Lenten Series: Reflections on Psalm 50

March 2021

I’ve always felt that the evening services of Great Lent provided a special Moment to probe the truths of our Faith and to engage in our Faith in that distinctive way that Great Lent makes possible. There are many templates for bible studies and liturgical texts for this time, starting with the readings of Genesis, Proverbs, Isaiah, the Psalmody, etc. that are part of the fabric of our services, and over the years of parish priestly service I would often offer a few thoughts on these during the weekly liturgical services. In 2019, I endeavored to preach a series on Psalm 50.  I say endeavored because I discovered it a daunting task to try to probe the meaning of greatest of penitential psalms, which reveal the mind and heart of the Holy Prophet David, and upon which so much of the Orthodox spirit of penance and worship is established.  Failing to try, however, would be to leave unopened the treasure chest of spiritual depth that Psalm 50 opens to us. 

I was asked, at one point, about several of the talks I had done that year, so I looked for my outlines.  Finding some of them I thought I would approach the topic again, in written form this time. While there are occasional references to other Scriptures and the quotations from the Holy Fathers, my perspective on this is how the text resonates so profoundly to basic human experience, so that was the reflective stance that I used in my consideration of the subject.

My experience of encountering this psalm is remembered somewhat vividly.  I was an older child, sitting in church (I was Greek Catholic at the time), reading my prayer book.  This was the prayer book with the red edging suitable for the older kids – and even adults – not the simpler ‘First Communion’ Prayer Book.  I seem to recall reading it during the Liturgy, which was going on in Old Slavonic, so I had time on my hands since I didn’t understand Old Slavonic!  As part of the Morning Prayers as compiled in the prayer book, even as a child, I remember it being something unusual and special.  I read it many times and some of the phrases over the years became embedded in memory– which became a problem when I later had to memorize Psalm 50[i] as a  deacon and the version I needed to learn was a different translation.  I stumble over the translations to this day – the old one keeps popping up in my head messing things up!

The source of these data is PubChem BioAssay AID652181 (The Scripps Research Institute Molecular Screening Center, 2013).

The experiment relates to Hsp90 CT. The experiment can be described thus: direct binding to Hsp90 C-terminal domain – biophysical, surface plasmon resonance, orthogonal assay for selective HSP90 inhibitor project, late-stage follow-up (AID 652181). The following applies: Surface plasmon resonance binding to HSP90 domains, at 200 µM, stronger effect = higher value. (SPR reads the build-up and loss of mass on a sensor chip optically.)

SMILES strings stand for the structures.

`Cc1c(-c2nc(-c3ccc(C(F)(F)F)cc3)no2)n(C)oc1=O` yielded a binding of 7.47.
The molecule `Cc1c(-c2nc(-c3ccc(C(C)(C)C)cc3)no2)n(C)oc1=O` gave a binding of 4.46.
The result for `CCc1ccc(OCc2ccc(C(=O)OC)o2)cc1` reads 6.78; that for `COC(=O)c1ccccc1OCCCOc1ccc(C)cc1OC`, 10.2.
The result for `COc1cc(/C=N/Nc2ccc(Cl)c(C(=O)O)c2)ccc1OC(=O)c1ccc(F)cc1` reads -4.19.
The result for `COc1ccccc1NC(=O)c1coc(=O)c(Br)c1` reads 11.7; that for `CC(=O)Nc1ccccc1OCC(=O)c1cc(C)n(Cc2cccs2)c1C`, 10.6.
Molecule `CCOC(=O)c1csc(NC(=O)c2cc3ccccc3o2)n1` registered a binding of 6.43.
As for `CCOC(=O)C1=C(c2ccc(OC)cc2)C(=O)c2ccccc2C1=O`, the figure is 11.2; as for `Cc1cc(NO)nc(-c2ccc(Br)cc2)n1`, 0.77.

It’s been six decades since I first encountered the psalm, and it remains something special. Rarely, if I read it slowly, does it fail to deliver some striking truth about myself, about God, and the possibilities of a restored relationship between us. It thoroughly reminds me that I am a sinner, and I go to it especially when, like David, I can admit in all honesty, “Against you only have I sinned.” As such, it can be a grounding ‘home base’ for one’s spiritual life.

 I hope and pray that this Psalm speaks to you as it has to me, since childhood, in a manner that illumines your relationship with God and His total mercy and forgiveness as first discovered, and exclaimed by the Prophet David who ‘Have mercy on me O God!”

[i] The Orthodox Church (as did the old Douay Reims Bible) used the Septuagint numbering of the psalms. But many of today’s bibles based on the Hebrew text number this as Psalm 51.  However, I’ll use the Church’s traditional numbering. I will not be doing much in-depth exegesis of Hebrew nor Greek texts as such although this can open new vistas of understanding of any biblical text. Rather I’ll rely more on secondary sources, especially the Church’s liturgical texts founded on patristic thought.

Author: Fr Robert Holet - UOC of USA Office of Stewardship

A semi-retired Priest of the Ukrainian Orthodox Church of the USA.

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